This is older Version of my code and is better suited for this forum. It is not as complex as my class version.
This version does wait till all HC-SR04's have restored but since they all trigger at the same time the delay is usually minimal.
See Attached File
Z
HC

vernon

@zhomeslice sorry noob question, im just trying to understand your code.
In regards to your 1st set up, when i try it on my Arduino Nano, it constantly returns 0 for all sensors. From what i can see this is because i'm not getting the AllClear() to allow for the measurement.
Other then me manually inputting a 1 value from the serial monitor is there something else i have missed to get this to work?

I currently have three HC-SR04 sensors hooked up across 5v with echos on pin 3, 4 and 5 and the triggers all from pin 2.

Thanks in advance

arielnh56

"because each input is connected to its own HC-SR04 the timing is based on the rise and fall of that input and not on the trigger pulse"

In my octosonar the timing is also based on the rise and fall of the echo. The 50ms low to each trigger in turn both initiates the sequence on the selected sensor and gives the echo signal exclusive signalling to the single hardware interrupt pin. This also allows it to move on automatically to the next sensor without waiting for slow or hung sensors to time out.

wvmarle

This also allows it to move on automatically to the next sensor without waiting for slow or hung sensors to time out.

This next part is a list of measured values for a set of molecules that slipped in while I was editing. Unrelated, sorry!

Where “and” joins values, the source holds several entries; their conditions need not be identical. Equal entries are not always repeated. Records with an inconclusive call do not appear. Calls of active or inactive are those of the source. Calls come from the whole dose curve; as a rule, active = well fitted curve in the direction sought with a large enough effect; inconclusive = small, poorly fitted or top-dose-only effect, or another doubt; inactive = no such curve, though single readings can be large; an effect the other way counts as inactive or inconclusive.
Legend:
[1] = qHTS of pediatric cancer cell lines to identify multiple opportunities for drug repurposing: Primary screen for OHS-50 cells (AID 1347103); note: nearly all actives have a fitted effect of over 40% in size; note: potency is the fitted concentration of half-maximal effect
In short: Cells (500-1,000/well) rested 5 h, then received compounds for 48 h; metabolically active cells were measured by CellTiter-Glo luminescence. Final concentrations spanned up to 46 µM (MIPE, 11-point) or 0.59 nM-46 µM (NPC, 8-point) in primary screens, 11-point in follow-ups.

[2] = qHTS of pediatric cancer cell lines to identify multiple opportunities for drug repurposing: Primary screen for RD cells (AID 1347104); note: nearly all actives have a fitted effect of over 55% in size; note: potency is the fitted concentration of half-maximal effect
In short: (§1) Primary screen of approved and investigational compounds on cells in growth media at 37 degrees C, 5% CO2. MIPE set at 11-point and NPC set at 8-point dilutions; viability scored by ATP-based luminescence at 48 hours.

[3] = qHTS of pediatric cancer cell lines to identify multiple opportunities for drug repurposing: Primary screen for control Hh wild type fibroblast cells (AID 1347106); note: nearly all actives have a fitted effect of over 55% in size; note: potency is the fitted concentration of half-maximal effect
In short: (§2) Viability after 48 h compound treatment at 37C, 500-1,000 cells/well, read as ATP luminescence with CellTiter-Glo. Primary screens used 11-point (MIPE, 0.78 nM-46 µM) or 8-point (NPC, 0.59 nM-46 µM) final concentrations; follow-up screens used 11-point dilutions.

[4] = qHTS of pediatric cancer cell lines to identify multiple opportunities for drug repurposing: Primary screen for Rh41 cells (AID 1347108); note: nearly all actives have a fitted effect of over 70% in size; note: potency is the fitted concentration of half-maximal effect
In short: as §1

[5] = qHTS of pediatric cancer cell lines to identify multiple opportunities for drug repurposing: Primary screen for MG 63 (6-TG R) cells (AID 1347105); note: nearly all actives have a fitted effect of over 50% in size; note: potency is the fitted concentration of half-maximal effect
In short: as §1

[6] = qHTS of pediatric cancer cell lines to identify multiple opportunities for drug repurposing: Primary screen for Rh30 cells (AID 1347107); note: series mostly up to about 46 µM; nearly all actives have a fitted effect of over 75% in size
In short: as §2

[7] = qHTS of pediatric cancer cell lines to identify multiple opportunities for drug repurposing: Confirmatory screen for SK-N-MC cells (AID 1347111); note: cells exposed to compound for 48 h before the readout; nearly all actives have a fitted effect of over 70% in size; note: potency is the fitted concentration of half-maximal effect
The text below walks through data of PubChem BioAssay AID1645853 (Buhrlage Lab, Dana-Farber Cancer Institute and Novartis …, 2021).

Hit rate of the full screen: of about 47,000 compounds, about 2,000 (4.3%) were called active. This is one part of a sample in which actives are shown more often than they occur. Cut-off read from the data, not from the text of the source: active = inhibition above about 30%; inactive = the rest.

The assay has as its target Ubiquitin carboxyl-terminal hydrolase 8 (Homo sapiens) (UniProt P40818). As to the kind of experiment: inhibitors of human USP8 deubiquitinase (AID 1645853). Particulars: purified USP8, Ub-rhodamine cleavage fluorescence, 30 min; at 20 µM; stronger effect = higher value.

Or you could use the timeout value of the pulseIn() function.
Quality of answers is related to the quality of questions. Good questions will get good answers. Useless answers are a sign of a poor question.

zhomeslice

Or you could use the timeout value of the pulseIn() function.
While I like the simplicity of the pulse in function, it is a blocking function and doesn't allow my robot to monitor for objects and receiving pulse commands from my RC Remote making it useless. Using interrupts to sample ping durations eliminates this issue.

Pulse in code.
Code: [Select]
unsigned long pulseInLong(uint8_t pin, uint8_t state, unsigned long timeout)
{
// cache the port and bit of the pin in order to speed up the
// pulse width measuring loop and achieve finer resolution.  calling
// digitalRead() instead yields much coarser resolution.
uint8_t bit = digitalPinToBitMask(pin);
uint8_t port = digitalPinToPort(pin);
uint8_t stateMask = (state ? bit : 0);

unsigned long startMicros = micros();

// wait for any previous pulse to end
while ((*portInputRegister(port) & bit) == stateMask) {
if (micros() - startMicros > timeout)
return 0;
}

// wait for the pulse to start
while ((*portInputRegister(port) & bit) != stateMask) {